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Back in August 2014, General Motors (GM) set up a compensation fund for those injured by its faulty ignition switches. Individuals who were driving a GM vehicle when the ignition switch turned off and who suffered injuries, as a result, were eligible to receive payouts from the company. An independent lawyer oversaw the claims and payouts. In the end, GM paid out nearly $600 million in total, approving 399 death and injury claims.

Now, it looks like Takata is following in GM’s tracks. As a part of their settlement with the Department of Justice (DOJ) over their defective airbags, the company agreed to pay $1 billion in criminal penalties for wire fraud and for falsifying test data on their airbags. To facilitate payouts to individual victims and to automakers, they are going to set up a compensation fund similar to the one GM used.

According to the New York Times, Judge George Caram Steeh of the Federal District Court in Detroit recently stated that he intended to appoint the former director of the Federal Bureau of Investigation (FBI), Robert S. Mueller III, to oversee the fund and administer the payments.

Takata Airbag Settlement

$125 Million Going to Victims of Takata Airbag Explosions

In the original DOJ settlement, the $1 billion included a $25 million fine, and $975 million in restitution. That restitution was to be broken into two parts: a) $125 million for individuals physically injured by the Takata airbags and b) $850 million for automakers who incurred costs to repair and replace the airbags.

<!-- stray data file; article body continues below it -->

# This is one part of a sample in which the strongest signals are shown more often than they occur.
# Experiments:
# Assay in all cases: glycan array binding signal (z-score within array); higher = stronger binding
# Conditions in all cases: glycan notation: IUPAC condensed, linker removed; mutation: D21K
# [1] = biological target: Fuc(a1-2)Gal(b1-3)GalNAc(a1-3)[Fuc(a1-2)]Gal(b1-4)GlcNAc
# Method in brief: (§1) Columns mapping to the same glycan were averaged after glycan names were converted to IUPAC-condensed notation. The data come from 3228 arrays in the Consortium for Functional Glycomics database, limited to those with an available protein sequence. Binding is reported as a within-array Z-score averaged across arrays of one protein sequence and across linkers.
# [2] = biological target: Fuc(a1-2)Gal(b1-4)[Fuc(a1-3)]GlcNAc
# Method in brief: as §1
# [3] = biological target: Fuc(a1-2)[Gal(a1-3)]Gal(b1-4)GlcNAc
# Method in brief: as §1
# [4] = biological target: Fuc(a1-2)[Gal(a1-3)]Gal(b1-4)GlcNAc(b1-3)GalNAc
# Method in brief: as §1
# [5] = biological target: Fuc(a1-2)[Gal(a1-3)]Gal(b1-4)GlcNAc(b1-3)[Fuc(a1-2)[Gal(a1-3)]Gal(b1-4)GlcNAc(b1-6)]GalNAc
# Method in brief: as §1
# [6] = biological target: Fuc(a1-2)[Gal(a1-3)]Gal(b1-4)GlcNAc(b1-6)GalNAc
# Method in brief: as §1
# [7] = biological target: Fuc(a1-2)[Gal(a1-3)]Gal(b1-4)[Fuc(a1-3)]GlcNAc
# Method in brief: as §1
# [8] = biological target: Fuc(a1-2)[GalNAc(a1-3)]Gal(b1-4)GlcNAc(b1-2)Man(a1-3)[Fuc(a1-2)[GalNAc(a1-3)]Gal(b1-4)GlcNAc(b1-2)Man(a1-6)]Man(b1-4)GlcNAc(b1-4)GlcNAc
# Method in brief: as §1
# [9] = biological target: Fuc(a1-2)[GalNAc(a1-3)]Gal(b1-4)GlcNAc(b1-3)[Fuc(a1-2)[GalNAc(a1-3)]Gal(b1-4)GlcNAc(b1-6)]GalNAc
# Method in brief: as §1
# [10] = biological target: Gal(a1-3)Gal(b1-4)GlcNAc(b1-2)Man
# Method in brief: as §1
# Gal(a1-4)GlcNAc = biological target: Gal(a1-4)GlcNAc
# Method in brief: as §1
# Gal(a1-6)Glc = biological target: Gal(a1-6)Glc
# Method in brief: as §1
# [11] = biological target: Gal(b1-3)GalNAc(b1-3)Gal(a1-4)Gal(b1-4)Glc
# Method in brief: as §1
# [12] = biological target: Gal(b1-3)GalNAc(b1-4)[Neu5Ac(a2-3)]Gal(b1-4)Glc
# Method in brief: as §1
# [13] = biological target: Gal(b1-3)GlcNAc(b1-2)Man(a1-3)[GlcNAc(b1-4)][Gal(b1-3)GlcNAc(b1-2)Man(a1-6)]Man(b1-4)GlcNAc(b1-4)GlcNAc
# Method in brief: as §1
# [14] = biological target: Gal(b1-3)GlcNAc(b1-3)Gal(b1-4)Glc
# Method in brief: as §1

Takata airbags may explode upon deployment, sending shrapnel into the interior of the vehicle that can cause life-threatening injuries. The fuel used inside the airbag inflator is believed to be the problem, as it can become unstable over time, particularly in warm and humid areas. So far, the airbags have been linked to 11 deaths and over 180 injuries in the U.S., and more injuries and deaths worldwide.

The DOJ stated that Takata “carried out a scheme to defraud its customers and auto manufacturers by providing false and manipulated airbag inflator test data that made the performance of the company’s airbag inflators appear better than it really was.” They went on to state that even after people started to get hurt and even killed by these airbags, the company still withheld information from their customers.

Going Forward for Defective Takata Airbag Victims

We don’t know yet what consumers will need to provide in order to qualify for payouts from the Takata compensation fund. Those details are in the works, along with the deadline for submitting claims. It is expected that parameters will be set in terms of the types of injuries that will be covered, the amount paid for each approved claim, and the type of proof required for a qualifying claim.

Consumers who accept payouts from this fund will no longer be eligible to file separate Takata airbag lawsuits against the company. Those who don’t accept payouts can still file individual cases if they so choose.

In addition to this compensation fund, Takata is also defending a number of lawsuits in consolidated proceedings in the Southern District of Florida and elsewhere.

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